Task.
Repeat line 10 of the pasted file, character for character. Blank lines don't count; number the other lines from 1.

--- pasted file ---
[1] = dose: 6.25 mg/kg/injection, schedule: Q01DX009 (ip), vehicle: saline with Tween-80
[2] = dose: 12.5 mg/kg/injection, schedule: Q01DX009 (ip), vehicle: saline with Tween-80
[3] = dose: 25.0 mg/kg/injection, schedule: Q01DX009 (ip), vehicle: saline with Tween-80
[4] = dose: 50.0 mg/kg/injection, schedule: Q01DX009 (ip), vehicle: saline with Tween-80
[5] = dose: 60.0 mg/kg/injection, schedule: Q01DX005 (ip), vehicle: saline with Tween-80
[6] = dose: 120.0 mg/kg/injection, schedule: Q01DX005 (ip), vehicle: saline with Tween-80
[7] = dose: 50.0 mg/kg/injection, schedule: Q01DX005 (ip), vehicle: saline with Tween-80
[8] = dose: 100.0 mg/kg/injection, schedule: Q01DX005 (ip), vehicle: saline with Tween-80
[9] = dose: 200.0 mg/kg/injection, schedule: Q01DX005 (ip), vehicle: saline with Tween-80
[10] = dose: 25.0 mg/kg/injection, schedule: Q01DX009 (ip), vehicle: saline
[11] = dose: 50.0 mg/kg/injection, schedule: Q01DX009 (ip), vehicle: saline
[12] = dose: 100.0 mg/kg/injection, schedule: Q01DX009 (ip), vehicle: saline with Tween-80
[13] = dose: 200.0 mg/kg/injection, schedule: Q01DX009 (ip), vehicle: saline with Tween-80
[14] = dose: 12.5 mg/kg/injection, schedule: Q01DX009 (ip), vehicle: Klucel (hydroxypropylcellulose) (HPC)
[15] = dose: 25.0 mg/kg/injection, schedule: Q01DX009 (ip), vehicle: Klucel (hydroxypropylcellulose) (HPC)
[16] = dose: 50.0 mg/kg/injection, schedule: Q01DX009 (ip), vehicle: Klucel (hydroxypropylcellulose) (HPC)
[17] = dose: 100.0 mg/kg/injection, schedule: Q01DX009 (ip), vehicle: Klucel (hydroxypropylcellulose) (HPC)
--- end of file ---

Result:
[10] = dose: 25.0 mg/kg/injection, schedule: Q01DX009 (ip), vehicle: saline